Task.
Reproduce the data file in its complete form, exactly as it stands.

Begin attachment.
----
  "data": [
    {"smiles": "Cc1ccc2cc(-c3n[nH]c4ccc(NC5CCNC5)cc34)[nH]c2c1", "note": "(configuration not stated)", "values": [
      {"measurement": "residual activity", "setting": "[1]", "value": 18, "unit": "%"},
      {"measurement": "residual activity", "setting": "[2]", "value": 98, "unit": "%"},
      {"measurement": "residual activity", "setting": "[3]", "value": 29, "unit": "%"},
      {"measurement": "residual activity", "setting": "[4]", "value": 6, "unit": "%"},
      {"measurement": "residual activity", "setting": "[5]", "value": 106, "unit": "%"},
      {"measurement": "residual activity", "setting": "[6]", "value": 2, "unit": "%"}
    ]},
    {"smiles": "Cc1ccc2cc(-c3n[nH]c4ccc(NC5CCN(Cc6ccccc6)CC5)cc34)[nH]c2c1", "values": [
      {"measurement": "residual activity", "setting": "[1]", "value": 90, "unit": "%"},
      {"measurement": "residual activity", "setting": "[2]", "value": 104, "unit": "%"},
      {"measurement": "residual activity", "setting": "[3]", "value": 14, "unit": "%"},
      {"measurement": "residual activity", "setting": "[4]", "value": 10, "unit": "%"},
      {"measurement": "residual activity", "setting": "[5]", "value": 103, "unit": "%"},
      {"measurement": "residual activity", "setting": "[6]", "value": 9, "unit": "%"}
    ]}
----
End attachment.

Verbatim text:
  "data": [
    {"smiles": "Cc1ccc2cc(-c3n[nH]c4ccc(NC5CCNC5)cc34)[nH]c2c1", "note": "(configuration not stated)", "values": [
      {"measurement": "residual activity", "setting": "[1]", "value": 18, "unit": "%"},
      {"measurement": "residual activity", "setting": "[2]", "value": 98, "unit": "%"},
      {"measurement": "residual activity", "setting": "[3]", "value": 29, "unit": "%"},
      {"measurement": "residual activity", "setting": "[4]", "value": 6, "unit": "%"},
      {"measurement": "residual activity", "setting": "[5]", "value": 106, "unit": "%"},
      {"measurement": "residual activity", "setting": "[6]", "value": 2, "unit": "%"}
    ]},
    {"smiles": "Cc1ccc2cc(-c3n[nH]c4ccc(NC5CCN(Cc6ccccc6)CC5)cc34)[nH]c2c1", "values": [
      {"measurement": "residual activity", "setting": "[1]", "value": 90, "unit": "%"},
      {"measurement": "residual activity", "setting": "[2]", "value": 104, "unit": "%"},
      {"measurement": "residual activity", "setting": "[3]", "value": 14, "unit": "%"},
      {"measurement": "residual activity", "setting": "[4]", "value": 10, "unit": "%"},
      {"measurement": "residual activity", "setting": "[5]", "value": 103, "unit": "%"},
      {"measurement": "residual activity", "setting": "[6]", "value": 9, "unit": "%"}
    ]}